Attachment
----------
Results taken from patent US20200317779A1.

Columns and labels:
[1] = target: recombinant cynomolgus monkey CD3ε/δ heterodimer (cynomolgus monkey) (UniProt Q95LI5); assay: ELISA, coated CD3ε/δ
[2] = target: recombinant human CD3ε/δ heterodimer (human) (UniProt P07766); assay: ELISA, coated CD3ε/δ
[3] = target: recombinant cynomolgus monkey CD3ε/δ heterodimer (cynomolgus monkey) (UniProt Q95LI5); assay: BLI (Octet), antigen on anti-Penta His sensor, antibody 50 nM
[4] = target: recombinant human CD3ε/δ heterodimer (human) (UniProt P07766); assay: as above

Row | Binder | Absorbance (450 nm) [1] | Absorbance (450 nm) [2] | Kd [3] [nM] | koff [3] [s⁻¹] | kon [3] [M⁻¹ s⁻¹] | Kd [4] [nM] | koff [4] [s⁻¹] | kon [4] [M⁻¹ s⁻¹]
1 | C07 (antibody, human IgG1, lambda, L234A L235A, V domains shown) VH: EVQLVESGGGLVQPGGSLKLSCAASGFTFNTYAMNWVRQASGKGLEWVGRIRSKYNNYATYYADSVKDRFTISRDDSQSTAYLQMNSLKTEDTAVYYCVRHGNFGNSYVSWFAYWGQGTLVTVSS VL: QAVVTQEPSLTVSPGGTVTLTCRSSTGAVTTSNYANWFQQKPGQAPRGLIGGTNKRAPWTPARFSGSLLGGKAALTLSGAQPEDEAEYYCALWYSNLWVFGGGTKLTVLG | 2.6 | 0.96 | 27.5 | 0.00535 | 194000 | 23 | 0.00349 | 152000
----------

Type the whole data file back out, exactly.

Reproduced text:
Results taken from patent US20200317779A1.

Columns and labels:
[1] = target: recombinant cynomolgus monkey CD3ε/δ heterodimer (cynomolgus monkey) (UniProt Q95LI5); assay: ELISA, coated CD3ε/δ
[2] = target: recombinant human CD3ε/δ heterodimer (human) (UniProt P07766); assay: ELISA, coated CD3ε/δ
[3] = target: recombinant cynomolgus monkey CD3ε/δ heterodimer (cynomolgus monkey) (UniProt Q95LI5); assay: BLI (Octet), antigen on anti-Penta His sensor, antibody 50 nM
[4] = target: recombinant human CD3ε/δ heterodimer (human) (UniProt P07766); assay: as above

Row | Binder | Absorbance (450 nm) [1] | Absorbance (450 nm) [2] | Kd [3] [nM] | koff [3] [s⁻¹] | kon [3] [M⁻¹ s⁻¹] | Kd [4] [nM] | koff [4] [s⁻¹] | kon [4] [M⁻¹ s⁻¹]
1 | C07 (antibody, human IgG1, lambda, L234A L235A, V domains shown) VH: EVQLVESGGGLVQPGGSLKLSCAASGFTFNTYAMNWVRQASGKGLEWVGRIRSKYNNYATYYADSVKDRFTISRDDSQSTAYLQMNSLKTEDTAVYYCVRHGNFGNSYVSWFAYWGQGTLVTVSS VL: QAVVTQEPSLTVSPGGTVTLTCRSSTGAVTTSNYANWFQQKPGQAPRGLIGGTNKRAPWTPARFSGSLLGGKAALTLSGAQPEDEAEYYCALWYSNLWVFGGGTKLTVLG | 2.6 | 0.96 | 27.5 | 0.00535 | 194000 | 23 | 0.00349 | 152000